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Bridges of mercy and charity

· ​In the dialogue with Eastern Orthodox Churches ·

Jesus' birth narrative ends with two unexpected journeys. The first is that of the Three Wise Men who, being warned in a dream not to return to Herod, departed to their own country by another way (cf. Mt 2:12). Then there is the Holy Family's flight to Egypt after an angel appeared to Joseph in a dream, telling him: “Rise, take the child and his mother, and flee to Egypt, and remain there till I tell you” (Mt 2:13). These two changes of direction are the result of bad news and of a violent operation implemented by Herod against the Child Jesus.

Many Christians in the Middle East recognize themselves even too well in this threatening atmosphere of uncertainty and displacements which surrounds the birth of the Messiah. The fate of the Holy Family was that of many Christian families in the region who, in order to guarantee a future to their children, find themselves forced to pack their bags and set off for safe places.

Over the last 10 years there has been the new phenomenon of growing Christian communities from the Middle East in the diaspora. This new reality calls for building bridges of solidarity and charity, for stimulating a spirit of conviviality and an ecumenism of life and for strengthening the link between these diapora communities and the community in their homelands. Since ecumenism is not only an exchange of ideas but also an exchange of gifts, many ways can be found on the level of an exchange of culture and language, for example the study of the Arabic and the Syriac languages, but also an understanding of the Oriental liturgical tradition. In many places, the Catholic Church has offered extensive assistance to communities in the diaspora, mainly by putting church buildings at their disposal. Such cooperation is highly appreciated and should be promoted.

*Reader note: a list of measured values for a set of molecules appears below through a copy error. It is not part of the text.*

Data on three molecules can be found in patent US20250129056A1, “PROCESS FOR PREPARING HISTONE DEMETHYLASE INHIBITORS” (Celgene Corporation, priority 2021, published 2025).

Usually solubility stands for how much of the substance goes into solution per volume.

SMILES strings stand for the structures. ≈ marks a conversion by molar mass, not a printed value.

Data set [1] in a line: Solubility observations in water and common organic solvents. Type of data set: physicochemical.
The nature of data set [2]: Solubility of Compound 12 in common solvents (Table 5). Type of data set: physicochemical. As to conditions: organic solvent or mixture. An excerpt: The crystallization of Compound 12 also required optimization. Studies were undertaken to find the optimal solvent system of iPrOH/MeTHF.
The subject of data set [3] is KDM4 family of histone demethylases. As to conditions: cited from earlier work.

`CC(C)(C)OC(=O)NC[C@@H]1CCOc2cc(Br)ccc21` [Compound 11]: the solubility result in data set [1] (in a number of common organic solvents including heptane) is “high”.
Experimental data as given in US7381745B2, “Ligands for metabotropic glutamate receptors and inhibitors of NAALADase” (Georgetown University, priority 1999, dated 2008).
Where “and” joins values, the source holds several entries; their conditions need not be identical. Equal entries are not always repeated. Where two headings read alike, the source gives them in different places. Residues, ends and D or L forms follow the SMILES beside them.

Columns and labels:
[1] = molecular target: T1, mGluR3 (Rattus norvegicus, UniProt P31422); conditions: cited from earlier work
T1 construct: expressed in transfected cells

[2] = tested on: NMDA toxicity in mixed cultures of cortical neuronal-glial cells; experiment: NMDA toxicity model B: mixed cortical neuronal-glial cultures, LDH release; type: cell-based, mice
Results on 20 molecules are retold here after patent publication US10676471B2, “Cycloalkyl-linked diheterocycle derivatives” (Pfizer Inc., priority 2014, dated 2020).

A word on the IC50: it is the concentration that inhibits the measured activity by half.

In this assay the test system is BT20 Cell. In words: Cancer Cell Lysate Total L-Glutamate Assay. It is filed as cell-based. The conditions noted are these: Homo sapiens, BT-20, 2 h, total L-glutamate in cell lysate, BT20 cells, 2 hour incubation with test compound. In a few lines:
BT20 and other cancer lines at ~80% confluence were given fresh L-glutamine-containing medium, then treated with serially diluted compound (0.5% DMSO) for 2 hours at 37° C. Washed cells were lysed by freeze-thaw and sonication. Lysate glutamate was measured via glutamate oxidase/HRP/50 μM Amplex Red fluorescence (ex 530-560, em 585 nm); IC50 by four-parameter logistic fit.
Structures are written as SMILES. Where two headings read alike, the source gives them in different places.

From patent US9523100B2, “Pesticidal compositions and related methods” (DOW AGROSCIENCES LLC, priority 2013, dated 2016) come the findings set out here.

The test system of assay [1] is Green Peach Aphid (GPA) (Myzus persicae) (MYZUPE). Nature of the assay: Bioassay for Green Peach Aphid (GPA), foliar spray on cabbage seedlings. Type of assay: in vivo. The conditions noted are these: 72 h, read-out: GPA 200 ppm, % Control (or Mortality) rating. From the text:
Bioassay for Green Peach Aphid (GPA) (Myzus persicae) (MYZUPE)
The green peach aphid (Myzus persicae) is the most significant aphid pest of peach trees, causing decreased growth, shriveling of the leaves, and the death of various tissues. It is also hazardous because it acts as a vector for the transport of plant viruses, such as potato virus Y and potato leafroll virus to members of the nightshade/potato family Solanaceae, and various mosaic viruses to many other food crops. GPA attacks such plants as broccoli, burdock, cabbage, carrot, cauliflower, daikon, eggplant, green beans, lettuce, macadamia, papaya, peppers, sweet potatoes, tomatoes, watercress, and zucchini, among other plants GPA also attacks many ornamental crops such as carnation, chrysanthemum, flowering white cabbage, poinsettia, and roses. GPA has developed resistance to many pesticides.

Representatives of the Catholic Church and the Oriental Orthodox Churches met from January 27 to February 3, 2014. The Joint Commission for Theological Dialogue between the Catholic Church and the Oriental Orthodox Churches, was co-presided. The meeting was hosted in Kerala, India, by His Holiness Baselios Marthoma Paulose II, Catholicos of the East and Malankara Metropolitan of the Malankara Orthodox Syrian Church. At this meeting, the members continued their study of the ways in which full communion among our churches was expressed in the first five centuries with special emphasis on the development of the various Eucharistic Prayers (Anaphoras) in the early Church and on the significance of pilgrimages.

Gabriel Quicke,

Official at the Pontifical Council for Promoting Christian Untiy




St. Peter’s Square

April 20, 2019